The Guardian: Write a story with Neil Gaiman

Today Neil Gaiman, took over @guardianbooks (Twitter), asking people to finish his story.

Here’s the opening line he gave us:

It wasn’t just the murder, he decided. Everything else seemed to have conspired to ruin his day as well. Even the cat.

If you don’t know who he is, (I did a bit of googling) he’s an award-winning English author. He writes short fiction, novels, comic books, graphic novels, audio theatre and films. So I’m guessing he’s some kind of super-writer!

Books you may have heard of are: Stardust, Coraline and The Graveyard Book. I felt like a bit of an idiot when I figured out he’d written Stardust as it’s a favourite film of mine.

Anyway, I decided to practice my creative writing and have a go myself. But I was put to shame by loads of other amazing replies. Some were stories, others just extracts. There’s way too many to read through.

But this one was my complete favourite! – by Lewis2901

It wasn’t just the murder, he decided. Everything else seemed to have conspired to ruin his day as well. Even the cat.

The cat that had seemed so faithful, so loving, so attentive to his every need. The cat that had sat there, not even so much as judging him in the slightest, as he bludgeoned his poor wife to death. Although after all it was the cat’s idea. A strange and peculiar idea it had been as well, as the cat had politely whispered it into his ear that very morning.

“She” the cat had scornfully ushered “She, the one you call Cynthia”, it paused to lick its paws, “She has left the milk out again, and would you believe it, it’s been sat out all night”. The cat began licking Gregg’s ear, just gently, just enough to stir him from those dreams he had in the morning, the really vivid ones, the ones where the strangest things can happen, the ones where he was convinced that they were real. As Gregg began to stir, the cat continued to purr the plan into his ears “I think it’s high time we ended this whole farce isn’t it Gregg? I mean let’s face it, I have no milk to drink now, and of course your cereal is going to be awfully dry without the beautifully creamy full fat delight you save just for Saturday mornings, that’s no way to start your day is it?”

Then it struck Gregg, that actually the Cat had a point, maybe it was time to end the whole thing. He shot up in his bed, a man determined, eager to fix this sorry state of affairs. The cat had been right. The cat was always there for him. The cat cared.

Calmly Gregg took to walking down the stairs, the cat weaving in and out of his steps, not so much talking now as it was meowing. The sort of meow that came just before any meal, the longing, shrill persistent meow that screamed “feed me”. As Gregg made his way down the stairs, and turned towards the kitchen, he began to feel a twang of apprehension, “is this the right thing to do?” he asked himself. The cat meowed onwards and made a run for the kitchen. “He’s right” said Gregg, “I should follow his lead, and tell Cynthia what for!” All doubt gone Gregg confidently began to stride towards the kitchen. To put an end to it, and avenge the now soured milk.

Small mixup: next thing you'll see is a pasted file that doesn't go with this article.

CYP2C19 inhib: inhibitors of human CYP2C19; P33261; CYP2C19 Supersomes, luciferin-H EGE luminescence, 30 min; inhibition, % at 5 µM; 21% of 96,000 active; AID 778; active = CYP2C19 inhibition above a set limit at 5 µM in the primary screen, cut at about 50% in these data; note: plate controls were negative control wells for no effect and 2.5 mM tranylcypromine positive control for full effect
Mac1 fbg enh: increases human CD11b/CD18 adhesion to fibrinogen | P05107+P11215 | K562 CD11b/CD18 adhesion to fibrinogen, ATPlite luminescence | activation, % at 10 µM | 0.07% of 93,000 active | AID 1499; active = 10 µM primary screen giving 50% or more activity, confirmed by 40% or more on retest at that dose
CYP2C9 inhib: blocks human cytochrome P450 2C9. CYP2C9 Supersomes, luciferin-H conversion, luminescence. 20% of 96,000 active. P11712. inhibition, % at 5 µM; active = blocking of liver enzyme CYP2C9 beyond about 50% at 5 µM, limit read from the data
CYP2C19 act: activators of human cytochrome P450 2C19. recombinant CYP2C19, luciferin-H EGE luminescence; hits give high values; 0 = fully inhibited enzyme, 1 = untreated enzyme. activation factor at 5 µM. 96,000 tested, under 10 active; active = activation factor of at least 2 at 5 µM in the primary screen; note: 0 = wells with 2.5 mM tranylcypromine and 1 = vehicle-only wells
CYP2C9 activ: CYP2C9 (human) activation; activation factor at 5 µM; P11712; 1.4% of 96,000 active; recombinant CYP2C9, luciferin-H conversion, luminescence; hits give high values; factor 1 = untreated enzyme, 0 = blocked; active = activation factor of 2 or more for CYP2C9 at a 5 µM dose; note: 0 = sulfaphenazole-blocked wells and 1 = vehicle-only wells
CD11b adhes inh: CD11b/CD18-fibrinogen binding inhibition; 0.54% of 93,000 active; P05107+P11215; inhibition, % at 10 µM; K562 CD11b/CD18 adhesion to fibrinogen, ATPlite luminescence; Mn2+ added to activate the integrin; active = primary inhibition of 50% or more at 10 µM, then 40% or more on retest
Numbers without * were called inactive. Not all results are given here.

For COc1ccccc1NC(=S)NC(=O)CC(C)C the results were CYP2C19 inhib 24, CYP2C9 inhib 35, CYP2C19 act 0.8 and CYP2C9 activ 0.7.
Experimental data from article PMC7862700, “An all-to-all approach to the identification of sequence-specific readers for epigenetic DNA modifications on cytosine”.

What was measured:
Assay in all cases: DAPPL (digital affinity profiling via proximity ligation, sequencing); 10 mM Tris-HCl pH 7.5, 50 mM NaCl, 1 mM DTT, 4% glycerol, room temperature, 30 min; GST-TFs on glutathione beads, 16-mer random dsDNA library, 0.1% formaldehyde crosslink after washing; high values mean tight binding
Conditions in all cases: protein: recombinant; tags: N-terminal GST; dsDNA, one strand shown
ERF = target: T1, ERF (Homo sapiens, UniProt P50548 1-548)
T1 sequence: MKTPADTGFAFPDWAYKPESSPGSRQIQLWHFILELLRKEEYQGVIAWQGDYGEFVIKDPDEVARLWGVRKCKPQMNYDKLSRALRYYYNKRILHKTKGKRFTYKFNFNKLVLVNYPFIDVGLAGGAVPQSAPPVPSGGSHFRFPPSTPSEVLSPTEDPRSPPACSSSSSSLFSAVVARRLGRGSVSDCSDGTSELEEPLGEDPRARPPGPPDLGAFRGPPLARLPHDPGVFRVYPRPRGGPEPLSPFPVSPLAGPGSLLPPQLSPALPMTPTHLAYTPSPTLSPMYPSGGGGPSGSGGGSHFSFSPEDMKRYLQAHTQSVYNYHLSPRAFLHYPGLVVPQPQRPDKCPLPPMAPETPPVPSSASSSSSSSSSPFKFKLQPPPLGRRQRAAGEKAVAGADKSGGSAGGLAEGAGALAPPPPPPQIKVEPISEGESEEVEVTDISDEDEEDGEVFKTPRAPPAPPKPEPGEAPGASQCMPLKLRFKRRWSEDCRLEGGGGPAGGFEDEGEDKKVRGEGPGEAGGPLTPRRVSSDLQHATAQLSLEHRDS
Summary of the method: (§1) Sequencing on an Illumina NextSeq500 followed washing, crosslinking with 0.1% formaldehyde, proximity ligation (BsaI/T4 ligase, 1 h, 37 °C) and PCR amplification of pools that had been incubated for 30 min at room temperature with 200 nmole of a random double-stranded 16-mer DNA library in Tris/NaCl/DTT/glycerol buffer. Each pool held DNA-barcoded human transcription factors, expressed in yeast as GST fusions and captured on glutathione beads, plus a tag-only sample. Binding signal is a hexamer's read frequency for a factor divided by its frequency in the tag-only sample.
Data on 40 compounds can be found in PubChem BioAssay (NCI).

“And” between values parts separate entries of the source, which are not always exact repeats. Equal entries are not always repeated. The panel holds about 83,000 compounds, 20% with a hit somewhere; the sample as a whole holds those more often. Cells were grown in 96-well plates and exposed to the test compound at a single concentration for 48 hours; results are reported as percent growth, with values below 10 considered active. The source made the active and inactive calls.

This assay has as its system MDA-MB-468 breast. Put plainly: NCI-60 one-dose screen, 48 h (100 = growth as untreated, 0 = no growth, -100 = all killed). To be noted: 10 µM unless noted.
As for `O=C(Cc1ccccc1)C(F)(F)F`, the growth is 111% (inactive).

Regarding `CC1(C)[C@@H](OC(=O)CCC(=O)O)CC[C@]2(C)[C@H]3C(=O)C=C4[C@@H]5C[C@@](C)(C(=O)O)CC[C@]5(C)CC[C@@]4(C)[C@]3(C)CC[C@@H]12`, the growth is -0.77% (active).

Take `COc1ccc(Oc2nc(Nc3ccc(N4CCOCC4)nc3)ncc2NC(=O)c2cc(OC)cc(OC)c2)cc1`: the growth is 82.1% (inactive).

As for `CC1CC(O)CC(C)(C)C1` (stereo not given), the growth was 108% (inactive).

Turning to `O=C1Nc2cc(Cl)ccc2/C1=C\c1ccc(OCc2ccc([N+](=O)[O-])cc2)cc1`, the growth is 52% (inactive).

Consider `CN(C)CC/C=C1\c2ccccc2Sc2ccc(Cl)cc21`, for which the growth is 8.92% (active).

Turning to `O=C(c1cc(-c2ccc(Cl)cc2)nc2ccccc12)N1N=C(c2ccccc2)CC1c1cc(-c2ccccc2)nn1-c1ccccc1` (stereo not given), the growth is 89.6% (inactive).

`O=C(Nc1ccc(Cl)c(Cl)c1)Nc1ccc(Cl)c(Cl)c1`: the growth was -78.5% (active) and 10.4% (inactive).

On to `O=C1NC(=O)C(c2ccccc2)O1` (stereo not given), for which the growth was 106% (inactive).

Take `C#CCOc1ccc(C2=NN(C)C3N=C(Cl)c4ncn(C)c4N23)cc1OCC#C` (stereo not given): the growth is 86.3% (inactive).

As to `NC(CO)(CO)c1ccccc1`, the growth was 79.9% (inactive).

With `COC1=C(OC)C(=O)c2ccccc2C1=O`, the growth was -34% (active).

“Morning love” Cynthia said to him softly, as she poured the now more mozzarella than milk substance down the drain. “Looks like I left it out last night. We’ll have to have toast for breakfast.” Gregg, silently stood there, watching as the last of his beloved Saturday morning treat, and his Saturday morning composure washed away. He twitched. “I bet you did this on purpose didn’t you?” he snapped, as the cat began calling loudly, joining in on the chorus of confrontation. “I have to drink that watered down rubbish all week, and now, this morning I can’t even have my full fat because you left it out!” Cynthia looked shocked, “Gregg come on love it’s only milk.” That was it, she’d all but confirmed it. She didn’t care. Just like she didn’t care when she hogged all the duvet this morning, just like she didn’t care when she declared “What a lovely day!” as she threw open the curtains to plunge Gregg’s weekend lie in to a world too bright to get back to the darkness induced land of deep dreaming. Just like she didn’t care when she left the extractor fan on in the en suite, just to make sure that there was constant irritating buzz hovering in and out of his ears as he tried to get back to sleep, and just like she didn’t care that all week Gregg had pined for a sweet drop of full fat milk.

“Enough!” bellowed Gregg as he picked up the kettle from the side. The rest seemed like a bit of a blur, all that was certain was that, Cynthia had screamed, the cat had cried, and Gregg had gotten blood all over his nice new slippers, as If his day hadn’t been ruined enough already. At least the cat was there for him though, the cat that had given him the good idea, the cat that cared, the cat that had just strutted through the cat flap, the cat that had just left him. Alone, confused and utterly bewildered, Gregg decided that it wasn’t just the murder. Everything else seemed to have conspired to ruin his day as well. Even the cat.

To see the other stories go to –http://www.guardian.co.uk/books/booksblog/2013/jun/14/neil-gaiman-write-a-story?CMP=twt_fd

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